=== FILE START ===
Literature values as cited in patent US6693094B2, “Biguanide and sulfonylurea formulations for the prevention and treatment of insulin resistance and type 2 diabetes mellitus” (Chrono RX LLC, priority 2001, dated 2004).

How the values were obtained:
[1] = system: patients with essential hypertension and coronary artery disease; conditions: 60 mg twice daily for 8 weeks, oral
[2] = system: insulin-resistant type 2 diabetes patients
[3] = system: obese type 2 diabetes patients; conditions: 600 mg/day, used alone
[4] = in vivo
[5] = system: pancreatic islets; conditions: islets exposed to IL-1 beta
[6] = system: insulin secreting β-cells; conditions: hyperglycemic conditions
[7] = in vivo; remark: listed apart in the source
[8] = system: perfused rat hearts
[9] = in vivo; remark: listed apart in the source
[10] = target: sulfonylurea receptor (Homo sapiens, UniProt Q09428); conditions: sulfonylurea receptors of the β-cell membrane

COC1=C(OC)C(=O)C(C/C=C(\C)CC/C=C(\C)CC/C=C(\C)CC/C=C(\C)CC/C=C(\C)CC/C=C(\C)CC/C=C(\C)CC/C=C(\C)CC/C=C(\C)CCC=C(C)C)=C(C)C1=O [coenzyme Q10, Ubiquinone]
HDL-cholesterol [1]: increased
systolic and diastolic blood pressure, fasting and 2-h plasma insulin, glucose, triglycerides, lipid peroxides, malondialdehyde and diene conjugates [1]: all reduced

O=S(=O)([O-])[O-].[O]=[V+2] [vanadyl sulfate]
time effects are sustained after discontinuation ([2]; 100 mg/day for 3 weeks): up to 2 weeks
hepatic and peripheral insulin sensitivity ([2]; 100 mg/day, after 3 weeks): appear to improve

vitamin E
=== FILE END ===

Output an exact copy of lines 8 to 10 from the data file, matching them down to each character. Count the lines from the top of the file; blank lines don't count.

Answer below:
[6] = system: insulin secreting β-cells; conditions: hyperglycemic conditions
[7] = in vivo; remark: listed apart in the source
[8] = system: perfused rat hearts